The little league baseball season is winding down, following a frenzy of games during the month of June. Hats off to the volunteer coaches, parents and players, all who put in a great deal of time and effort during this season. In Le Mars, we are fortunate to have a well organized and well supported little league program.
Baseball is one of the games that requires a great deal of practice to become really good, as is the case with nearly anything in life. Like any team sport, it teaches the value of individual achievement, as well as the necessity for teamwork. These are timeless lessons that will help our children throughout their lives.
One of the harder lessons to learn is how to win and lose graciously. Sportsmanship is a character trait that is, in my opinion, undervalued in our society, even though every effort is made throughout childhood to instill the value.
I have nothing but admiration for the athletes that go out and compete. I had a very short lived baseball career in little league. Never quite got the hand-eye coordination down when it came to batting, and fielding, well let's just say it wasn't my strong suit, either.
Back in those days we sold candy door to door to fund the little league program, which taught us another valuable lesson -- how to deal with rejection and not to pre-judge who would or would not buy the candy. Some of the people that I thought would be big spenders turned out, for whatever reason, not to buy anything at all. Others that I thought would not buy at all bought a box or two, mostly out of kindness.
After selling the required amount of candy and getting assigned to my team -- I was a Cub -- it was time to begin practice. Batting practice, fielding practice, sliding practice, you name an aspect of the game, we practiced it. Due to the sheer number of children involved, there was little time to spend additional time with the ones that excelled or the ones that needed help. It was a production line, and it kept moving.
When it came time to assign positions, I was named shortstop. This is an important position, one that requires a good field of vision, awareness of the runners and the ball and the various scenarios and the best responses to them.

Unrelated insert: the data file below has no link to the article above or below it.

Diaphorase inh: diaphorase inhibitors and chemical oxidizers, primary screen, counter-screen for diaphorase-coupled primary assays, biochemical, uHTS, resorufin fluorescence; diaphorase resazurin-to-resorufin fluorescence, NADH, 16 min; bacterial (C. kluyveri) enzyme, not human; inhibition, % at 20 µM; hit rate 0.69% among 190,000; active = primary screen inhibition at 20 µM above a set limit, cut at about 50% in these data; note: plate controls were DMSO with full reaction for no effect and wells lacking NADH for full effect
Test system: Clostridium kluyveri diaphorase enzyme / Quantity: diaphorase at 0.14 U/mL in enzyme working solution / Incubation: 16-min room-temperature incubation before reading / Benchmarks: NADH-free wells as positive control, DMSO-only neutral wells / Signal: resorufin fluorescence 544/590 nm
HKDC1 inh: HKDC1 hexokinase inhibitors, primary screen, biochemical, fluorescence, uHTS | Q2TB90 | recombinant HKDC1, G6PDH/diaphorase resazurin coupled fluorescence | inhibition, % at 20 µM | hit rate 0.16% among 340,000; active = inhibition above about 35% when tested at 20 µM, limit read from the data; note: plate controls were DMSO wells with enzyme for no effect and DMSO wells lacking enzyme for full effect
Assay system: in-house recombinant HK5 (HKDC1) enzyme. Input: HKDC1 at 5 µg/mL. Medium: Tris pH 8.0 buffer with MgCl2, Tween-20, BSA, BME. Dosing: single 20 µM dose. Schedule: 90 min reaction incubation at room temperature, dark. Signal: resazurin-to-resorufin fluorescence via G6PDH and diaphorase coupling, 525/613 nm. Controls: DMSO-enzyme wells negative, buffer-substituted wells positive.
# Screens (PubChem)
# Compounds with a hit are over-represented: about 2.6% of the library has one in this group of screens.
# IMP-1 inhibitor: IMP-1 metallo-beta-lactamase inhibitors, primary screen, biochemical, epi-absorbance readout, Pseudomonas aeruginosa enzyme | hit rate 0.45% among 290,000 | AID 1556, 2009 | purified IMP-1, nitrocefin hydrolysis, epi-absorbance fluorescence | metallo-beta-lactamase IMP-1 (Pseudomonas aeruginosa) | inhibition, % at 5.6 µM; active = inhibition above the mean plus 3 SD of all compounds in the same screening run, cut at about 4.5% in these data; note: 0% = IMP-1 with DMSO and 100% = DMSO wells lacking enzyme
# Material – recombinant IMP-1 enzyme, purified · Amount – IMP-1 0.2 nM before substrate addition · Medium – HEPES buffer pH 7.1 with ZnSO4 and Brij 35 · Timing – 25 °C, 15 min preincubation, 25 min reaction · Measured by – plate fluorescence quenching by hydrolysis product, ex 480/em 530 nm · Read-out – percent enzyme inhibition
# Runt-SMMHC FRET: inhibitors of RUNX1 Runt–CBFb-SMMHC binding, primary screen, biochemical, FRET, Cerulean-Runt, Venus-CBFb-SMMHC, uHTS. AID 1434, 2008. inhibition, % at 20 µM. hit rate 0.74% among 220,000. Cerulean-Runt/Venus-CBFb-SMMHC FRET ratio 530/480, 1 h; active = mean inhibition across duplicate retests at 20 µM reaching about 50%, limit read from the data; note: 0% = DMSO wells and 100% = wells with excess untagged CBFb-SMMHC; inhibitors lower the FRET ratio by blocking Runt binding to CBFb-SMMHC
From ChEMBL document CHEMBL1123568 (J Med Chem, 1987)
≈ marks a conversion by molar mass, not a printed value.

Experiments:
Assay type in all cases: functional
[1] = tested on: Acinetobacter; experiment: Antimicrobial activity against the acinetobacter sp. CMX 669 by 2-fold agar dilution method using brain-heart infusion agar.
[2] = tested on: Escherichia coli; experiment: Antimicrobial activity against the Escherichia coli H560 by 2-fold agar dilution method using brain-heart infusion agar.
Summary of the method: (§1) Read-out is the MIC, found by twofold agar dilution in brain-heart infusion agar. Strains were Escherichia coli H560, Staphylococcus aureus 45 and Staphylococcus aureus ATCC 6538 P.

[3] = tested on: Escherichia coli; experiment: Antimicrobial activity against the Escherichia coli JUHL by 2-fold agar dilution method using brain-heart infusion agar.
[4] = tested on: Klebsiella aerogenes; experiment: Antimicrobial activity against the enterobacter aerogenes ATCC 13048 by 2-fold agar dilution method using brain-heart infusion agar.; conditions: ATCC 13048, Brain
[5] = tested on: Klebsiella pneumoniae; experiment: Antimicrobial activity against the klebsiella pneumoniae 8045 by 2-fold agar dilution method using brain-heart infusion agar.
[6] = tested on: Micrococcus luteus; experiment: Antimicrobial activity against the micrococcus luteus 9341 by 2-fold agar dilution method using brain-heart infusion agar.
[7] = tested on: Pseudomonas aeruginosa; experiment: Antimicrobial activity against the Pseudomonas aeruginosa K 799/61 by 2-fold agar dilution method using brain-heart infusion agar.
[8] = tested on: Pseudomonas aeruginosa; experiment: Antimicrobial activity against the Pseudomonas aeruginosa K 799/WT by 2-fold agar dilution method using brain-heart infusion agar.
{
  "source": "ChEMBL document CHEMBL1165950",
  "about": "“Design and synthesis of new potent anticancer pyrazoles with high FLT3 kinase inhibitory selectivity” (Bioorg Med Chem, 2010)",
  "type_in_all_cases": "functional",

I was doomed.
Thankfully, the coach saw that if his team had hopes of winning, he would need a different shortstop and I was moved to the outfield. I began in left field, and was soon moved to right field DEEP right field, the place where Babe Ruth might hit the ball, providing he was alive and happened to stop by and pinch hit.
Thankfully, the Babe was dead and I didn't have to worry about fielding anything, unless the unthinkable happened and a ball would get by two other players, which it didn't.
Deep right field is a peaceful place. Not much happens, and the mind of a young boy does tend to wander. It's difficult to stay involved in the game when, if the wind is in the right direction you can't even hear what's going on. I did remember to come in to the dugout when the other team came out to field.
Batting, as may have guessed by now, wasn't my strong suit. I would swing on pitches that I shouldn't, pass on ones that I should. This is not a recipe for success at bat. I may have gotten on base on balls by accident once or twice.
Despite my less than sterling contributions, the team went undefeated. Sometimes, the remainder of the team can pick up the slack and carry a clueless member. The Cubs that season were such a team.
There's a special place in heaven for little league coaches.
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